Appropriately, Englestein’s book rarely mentions the Bolsheviks or even Lenin until the February Revolution has long since passed, but when Lenin is introduced to the reader it is clear as to why he is one figure that dominates the history of the Russian Revolution. We all know the outcome of Engelstein’s book, but when reading it, it isn’t until the end of the civil war in 1920 that it is clearly shown as a Bolshevik victory. Throughout Russia in Flames, Engelstein picks up on one key characteristic that set the Bolsheviks apart from their counterparts: Lenin’s commitment to political violence in order to achieve his goal. As she writes, “Lenin achieved his goal, because his goal was different and was tied up with his method. This method was characterized by the use of violence as a political tool.” (182). If we look at the Russian Civil War, it is clearly demonstrated how effective Lenin’s use of violence was, while Admiral Kolchak and General Denikin were busy trying to secure a homefront and a frontline against the Bolsheviks Lenin was utilizing the Cheka, his secret police, to remove any dissent from his homefront. In the end, as Engelstein demonstrates, the Russian Civil War demonstrates perfectly the differences between all the factions and why the Bolsheviks became victorious.

Jonathan Smele’s book The “Russian” Civil War: 1916-1926 established why the Bolsheviks won the civil war but also two additional points. Here again the chronological focus is key: Smele argues that the Russian Civil War started from 1916 with a revolt in Central Asia and ended in 1926 with these Central Asian rebels being finally dealt with. The second point is that the Russian civil war should be understood as more of an umbrella term. The Russian civil war included a multitude of conflicts, including other civil wars, thus making the civil war more than just Russians fighting Russians.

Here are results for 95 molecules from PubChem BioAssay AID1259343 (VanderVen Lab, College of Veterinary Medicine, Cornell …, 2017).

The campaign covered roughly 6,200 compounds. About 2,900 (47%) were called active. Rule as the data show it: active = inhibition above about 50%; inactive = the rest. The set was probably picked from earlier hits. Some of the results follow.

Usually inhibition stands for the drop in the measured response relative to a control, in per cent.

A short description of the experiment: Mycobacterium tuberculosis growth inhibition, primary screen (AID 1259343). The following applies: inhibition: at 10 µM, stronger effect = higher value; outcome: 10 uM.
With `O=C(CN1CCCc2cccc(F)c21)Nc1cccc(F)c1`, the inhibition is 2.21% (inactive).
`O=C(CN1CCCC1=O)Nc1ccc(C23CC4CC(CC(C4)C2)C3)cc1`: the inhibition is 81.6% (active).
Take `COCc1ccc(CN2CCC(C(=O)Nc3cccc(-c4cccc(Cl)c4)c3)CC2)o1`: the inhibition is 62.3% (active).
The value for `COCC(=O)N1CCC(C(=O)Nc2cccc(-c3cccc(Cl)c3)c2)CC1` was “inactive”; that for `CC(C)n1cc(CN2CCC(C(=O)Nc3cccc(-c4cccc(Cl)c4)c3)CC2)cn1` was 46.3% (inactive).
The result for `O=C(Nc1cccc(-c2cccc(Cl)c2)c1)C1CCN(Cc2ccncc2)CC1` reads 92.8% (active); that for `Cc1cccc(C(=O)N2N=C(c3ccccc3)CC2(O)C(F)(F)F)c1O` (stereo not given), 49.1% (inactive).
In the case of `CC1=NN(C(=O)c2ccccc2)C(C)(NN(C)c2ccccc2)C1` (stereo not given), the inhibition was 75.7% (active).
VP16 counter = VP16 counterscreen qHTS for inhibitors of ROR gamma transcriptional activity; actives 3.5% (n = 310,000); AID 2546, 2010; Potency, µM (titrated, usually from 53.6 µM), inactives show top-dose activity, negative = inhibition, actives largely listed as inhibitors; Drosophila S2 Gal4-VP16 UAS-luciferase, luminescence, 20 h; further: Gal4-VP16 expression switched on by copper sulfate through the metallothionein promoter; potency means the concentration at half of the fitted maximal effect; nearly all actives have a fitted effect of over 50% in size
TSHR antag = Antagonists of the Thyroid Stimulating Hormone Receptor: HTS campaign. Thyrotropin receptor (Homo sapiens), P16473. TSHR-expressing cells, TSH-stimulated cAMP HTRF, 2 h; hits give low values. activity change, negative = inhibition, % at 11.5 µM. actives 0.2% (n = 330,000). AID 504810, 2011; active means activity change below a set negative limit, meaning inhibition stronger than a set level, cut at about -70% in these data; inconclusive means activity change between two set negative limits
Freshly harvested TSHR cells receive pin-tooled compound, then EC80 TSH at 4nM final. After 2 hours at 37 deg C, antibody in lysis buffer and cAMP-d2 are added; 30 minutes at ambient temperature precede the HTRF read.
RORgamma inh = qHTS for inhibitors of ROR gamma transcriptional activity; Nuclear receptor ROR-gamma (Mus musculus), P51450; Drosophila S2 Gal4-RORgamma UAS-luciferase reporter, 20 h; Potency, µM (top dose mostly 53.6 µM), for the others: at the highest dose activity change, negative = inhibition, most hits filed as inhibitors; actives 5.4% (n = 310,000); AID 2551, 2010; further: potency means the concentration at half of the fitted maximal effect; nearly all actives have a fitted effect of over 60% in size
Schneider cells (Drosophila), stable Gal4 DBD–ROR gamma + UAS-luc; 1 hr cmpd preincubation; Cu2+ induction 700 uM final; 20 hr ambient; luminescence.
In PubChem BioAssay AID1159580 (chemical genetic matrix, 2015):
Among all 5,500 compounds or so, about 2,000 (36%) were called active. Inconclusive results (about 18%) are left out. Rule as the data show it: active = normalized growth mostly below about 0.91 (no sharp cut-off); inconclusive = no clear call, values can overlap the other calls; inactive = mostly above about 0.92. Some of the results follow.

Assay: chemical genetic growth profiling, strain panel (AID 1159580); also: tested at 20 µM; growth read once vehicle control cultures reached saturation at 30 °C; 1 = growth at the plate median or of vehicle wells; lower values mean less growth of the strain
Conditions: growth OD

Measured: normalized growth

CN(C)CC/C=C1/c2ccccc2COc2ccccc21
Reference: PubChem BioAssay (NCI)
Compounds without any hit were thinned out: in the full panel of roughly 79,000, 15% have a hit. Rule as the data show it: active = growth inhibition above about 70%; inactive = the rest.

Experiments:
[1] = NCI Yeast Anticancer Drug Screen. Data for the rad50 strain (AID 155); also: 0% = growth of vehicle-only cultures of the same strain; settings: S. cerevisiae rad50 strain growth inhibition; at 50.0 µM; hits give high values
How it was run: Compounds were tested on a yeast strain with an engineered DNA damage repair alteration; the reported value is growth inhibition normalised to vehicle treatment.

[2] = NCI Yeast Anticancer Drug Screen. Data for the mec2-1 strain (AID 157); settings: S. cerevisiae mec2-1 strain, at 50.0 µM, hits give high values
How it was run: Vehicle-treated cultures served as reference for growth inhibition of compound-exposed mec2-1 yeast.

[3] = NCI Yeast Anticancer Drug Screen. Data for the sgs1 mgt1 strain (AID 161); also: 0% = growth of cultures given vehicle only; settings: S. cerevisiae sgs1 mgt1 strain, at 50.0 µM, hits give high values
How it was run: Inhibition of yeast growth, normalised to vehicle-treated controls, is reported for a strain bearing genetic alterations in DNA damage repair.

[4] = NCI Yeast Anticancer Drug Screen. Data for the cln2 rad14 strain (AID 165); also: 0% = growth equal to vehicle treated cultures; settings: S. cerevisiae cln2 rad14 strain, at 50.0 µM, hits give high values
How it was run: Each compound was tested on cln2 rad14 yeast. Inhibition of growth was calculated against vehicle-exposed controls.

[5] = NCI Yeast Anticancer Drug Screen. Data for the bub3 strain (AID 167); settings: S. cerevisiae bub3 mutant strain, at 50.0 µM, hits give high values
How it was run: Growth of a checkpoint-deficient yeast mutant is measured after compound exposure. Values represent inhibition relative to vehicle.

Smele’s book is an important new step in the historiography of the conflict that raged across the former Empire. He chooses to date the Russian civil war from 1916 as Central Asian subjects of the tsar, motivated by the lack of bread and the toll the war was taking on the local region, started to rebel against Tsarist authority. This act of rebellion, for Smele, would be the beginning of the civil war. The defeat of this rebellion, which would later turn into an insurgency against the Soviets and would only end in 1926, would mark the end of the civil war for Smele.

Smele does not see the civil war as a single conflict but a multitude of battles sometimes not even fought by Russians: “…while some of the most fierce campaigns were waged between the non-Russian minorities of the ex-empire: the Armenian-Azerbaijan War, the Georgian-Armenian, the Georgian-Ossetian conflict, the Landeswehr War, the Polish-Lithuanian War, and the Ukrainian-Polish War are chief examples…” (36). Smele even goes as far as to mention that the civil war was a miniature world war, as German and Austro-Hungarian troops fought nationalist and Red army forces away from their client states in eastern Europe, the American, British, French, Japanese, and the Czechloslovak legion were aiding the White forces of Admiral Kolchak in Siberia and of General Denikins forces in the Don. Smele’s point here is that the term “Russian” disguises more than it reveals. Instead, the flames of total war, revolutions, and civil wars fanned across the former Romanov empire, engulfing all of its diverse peoples.

This entry was posted in Book Reviews. Bookmark the permalink.